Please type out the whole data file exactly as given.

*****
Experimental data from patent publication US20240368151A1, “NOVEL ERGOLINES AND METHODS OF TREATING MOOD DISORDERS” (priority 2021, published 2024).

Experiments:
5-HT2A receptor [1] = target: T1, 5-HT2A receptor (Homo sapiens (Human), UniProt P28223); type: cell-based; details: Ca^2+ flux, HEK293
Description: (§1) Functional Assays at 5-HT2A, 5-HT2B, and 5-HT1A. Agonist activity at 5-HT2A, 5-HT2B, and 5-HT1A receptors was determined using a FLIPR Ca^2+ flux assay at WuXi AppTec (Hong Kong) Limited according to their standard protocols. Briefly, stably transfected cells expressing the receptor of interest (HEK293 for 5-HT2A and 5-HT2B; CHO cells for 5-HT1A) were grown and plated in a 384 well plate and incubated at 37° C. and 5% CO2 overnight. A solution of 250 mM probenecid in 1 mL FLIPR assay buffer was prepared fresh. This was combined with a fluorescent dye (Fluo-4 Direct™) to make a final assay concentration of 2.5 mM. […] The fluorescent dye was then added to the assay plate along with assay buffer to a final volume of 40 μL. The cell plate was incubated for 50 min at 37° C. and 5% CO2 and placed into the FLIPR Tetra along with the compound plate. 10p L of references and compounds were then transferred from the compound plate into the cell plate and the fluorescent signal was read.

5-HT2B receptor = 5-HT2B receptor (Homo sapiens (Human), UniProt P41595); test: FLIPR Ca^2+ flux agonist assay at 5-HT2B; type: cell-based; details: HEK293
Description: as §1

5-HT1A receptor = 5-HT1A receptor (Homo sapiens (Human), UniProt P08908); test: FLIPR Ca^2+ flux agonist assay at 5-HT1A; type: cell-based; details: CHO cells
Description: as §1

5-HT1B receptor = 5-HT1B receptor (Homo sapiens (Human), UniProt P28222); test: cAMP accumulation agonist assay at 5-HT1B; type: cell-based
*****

Experimental data from patent publication US20240368151A1, “NOVEL ERGOLINES AND METHODS OF TREATING MOOD DISORDERS” (priority 2021, published 2024).

Experiments:
5-HT2A receptor [1] = target: T1, 5-HT2A receptor (Homo sapiens (Human), UniProt P28223); type: cell-based; details: Ca^2+ flux, HEK293
Description: (§1) Functional Assays at 5-HT2A, 5-HT2B, and 5-HT1A. Agonist activity at 5-HT2A, 5-HT2B, and 5-HT1A receptors was determined using a FLIPR Ca^2+ flux assay at WuXi AppTec (Hong Kong) Limited according to their standard protocols. Briefly, stably transfected cells expressing the receptor of interest (HEK293 for 5-HT2A and 5-HT2B; CHO cells for 5-HT1A) were grown and plated in a 384 well plate and incubated at 37° C. and 5% CO2 overnight. A solution of 250 mM probenecid in 1 mL FLIPR assay buffer was prepared fresh. This was combined with a fluorescent dye (Fluo-4 Direct™) to make a final assay concentration of 2.5 mM. […] The fluorescent dye was then added to the assay plate along with assay buffer to a final volume of 40 μL. The cell plate was incubated for 50 min at 37° C. and 5% CO2 and placed into the FLIPR Tetra along with the compound plate. 10p L of references and compounds were then transferred from the compound plate into the cell plate and the fluorescent signal was read.

5-HT2B receptor = 5-HT2B receptor (Homo sapiens (Human), UniProt P41595); test: FLIPR Ca^2+ flux agonist assay at 5-HT2B; type: cell-based; details: HEK293
Description: as §1

5-HT1A receptor = 5-HT1A receptor (Homo sapiens (Human), UniProt P08908); test: FLIPR Ca^2+ flux agonist assay at 5-HT1A; type: cell-based; details: CHO cells
Description: as §1

5-HT1B receptor = 5-HT1B receptor (Homo sapiens (Human), UniProt P28222); test: cAMP accumulation agonist assay at 5-HT1B; type: cell-based